Even once the false positives have been dealt with there comes the problem of defects which while they may be theoretically possible take so many steps to achieve that their probability is remote at best. These defects are often better categorized as a missing constraint and the better analysis tools generate fewer than the more naive implementations.

An issue with some defect reports is that often defects will appear in a small number of modules within programs, generally where the developers already know the code is of poor quality, thus not adding useful knowledge about a project.

As with all code quality tools static analysis can be helpful but is not a panacea code may be completely defect free but still fail to function correctly.

Defect Density

A term that is often used as a metric for code quality is the defect density. This is nothing more than the ratio of defect to thousands of lines of code e.g. a defect density of 0.9 means that there is approximately one defect found in every 1100 lines of code.

The often quoted industry average defect density value is 1, as with all software metrics this can be a useful indicator but should not be used without understanding.

The value will be affected by improvements in the tool as well as how lines of code are counted so is exceptionally susceptible to gaming and long term trends must be treated with scepticism.

Practical examples

I have integrated two distinct static analysis tools into the development workflow for the NetSurf project which I shall present as case studies. These examples show a good open source solution and a commercial offering highlighting the issues with each.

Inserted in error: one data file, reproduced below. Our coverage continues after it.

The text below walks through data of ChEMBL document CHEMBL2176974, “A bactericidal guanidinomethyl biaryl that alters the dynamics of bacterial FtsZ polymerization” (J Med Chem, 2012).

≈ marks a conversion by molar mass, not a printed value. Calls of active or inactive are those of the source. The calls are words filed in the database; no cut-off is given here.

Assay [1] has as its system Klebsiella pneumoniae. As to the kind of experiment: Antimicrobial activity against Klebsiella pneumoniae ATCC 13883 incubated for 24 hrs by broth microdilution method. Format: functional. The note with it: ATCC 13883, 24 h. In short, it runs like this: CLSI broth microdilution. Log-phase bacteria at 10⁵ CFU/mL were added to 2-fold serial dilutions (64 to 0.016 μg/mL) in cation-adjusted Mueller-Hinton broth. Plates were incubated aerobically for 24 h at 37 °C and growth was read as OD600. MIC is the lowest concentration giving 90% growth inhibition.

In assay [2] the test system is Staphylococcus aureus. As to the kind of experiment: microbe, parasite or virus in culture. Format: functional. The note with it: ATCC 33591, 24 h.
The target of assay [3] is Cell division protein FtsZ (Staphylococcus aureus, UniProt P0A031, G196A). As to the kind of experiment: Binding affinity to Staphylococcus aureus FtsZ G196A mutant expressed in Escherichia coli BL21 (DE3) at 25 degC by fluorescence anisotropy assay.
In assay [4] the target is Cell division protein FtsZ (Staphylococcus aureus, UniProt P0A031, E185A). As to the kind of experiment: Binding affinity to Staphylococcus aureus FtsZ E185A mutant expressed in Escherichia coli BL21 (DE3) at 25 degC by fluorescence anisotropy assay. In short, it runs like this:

Several other solutions, both open source and commercial, exist many of which have been examined and discarded as either impractical or proving less useful than those selected. However the investigation was not comprehensive and only considered what was practical for the project at the time.


The clang project is a frontend to the LLVM project providing an optimising compiler for the C, C++ and objective C languages. As part of this project the compiler has been enhanced to run a collection of "checkers" which implement various methods of analysis on the code being compiled.

The "scan-build" tool is provided to make the using these features straightforward. This tool generates defect reports as a series of html files which show the analysis results.

NetSurf CI system scan-build overview
Because the scan-build takes in excess of eight minutes on powerful hardware the NetSurf developers are not going to run this tool themselves as a matter of course. To get the useful output without the downsides it was decided to integrate the scan into the CI system code quality checks.

NetSurf CI system scan-build result list